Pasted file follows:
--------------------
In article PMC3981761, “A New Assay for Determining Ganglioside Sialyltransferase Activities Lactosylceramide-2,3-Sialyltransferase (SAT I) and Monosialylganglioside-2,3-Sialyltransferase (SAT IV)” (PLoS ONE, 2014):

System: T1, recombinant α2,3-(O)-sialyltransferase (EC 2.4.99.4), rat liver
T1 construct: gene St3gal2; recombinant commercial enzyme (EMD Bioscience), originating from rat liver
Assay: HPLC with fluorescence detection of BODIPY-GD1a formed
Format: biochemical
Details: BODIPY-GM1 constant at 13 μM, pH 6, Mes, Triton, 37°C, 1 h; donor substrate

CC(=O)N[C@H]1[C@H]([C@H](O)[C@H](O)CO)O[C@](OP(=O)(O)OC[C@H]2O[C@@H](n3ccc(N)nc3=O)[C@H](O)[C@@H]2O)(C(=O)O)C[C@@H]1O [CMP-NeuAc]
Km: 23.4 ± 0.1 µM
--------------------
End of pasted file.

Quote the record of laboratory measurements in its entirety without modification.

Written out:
In article PMC3981761, “A New Assay for Determining Ganglioside Sialyltransferase Activities Lactosylceramide-2,3-Sialyltransferase (SAT I) and Monosialylganglioside-2,3-Sialyltransferase (SAT IV)” (PLoS ONE, 2014):

System: T1, recombinant α2,3-(O)-sialyltransferase (EC 2.4.99.4), rat liver
T1 construct: gene St3gal2; recombinant commercial enzyme (EMD Bioscience), originating from rat liver
Assay: HPLC with fluorescence detection of BODIPY-GD1a formed
Format: biochemical
Details: BODIPY-GM1 constant at 13 μM, pH 6, Mes, Triton, 37°C, 1 h; donor substrate

CC(=O)N[C@H]1[C@H]([C@H](O)[C@H](O)CO)O[C@](OP(=O)(O)OC[C@H]2O[C@@H](n3ccc(N)nc3=O)[C@H](O)[C@@H]2O)(C(=O)O)C[C@@H]1O [CMP-NeuAc]
Km: 23.4 ± 0.1 µM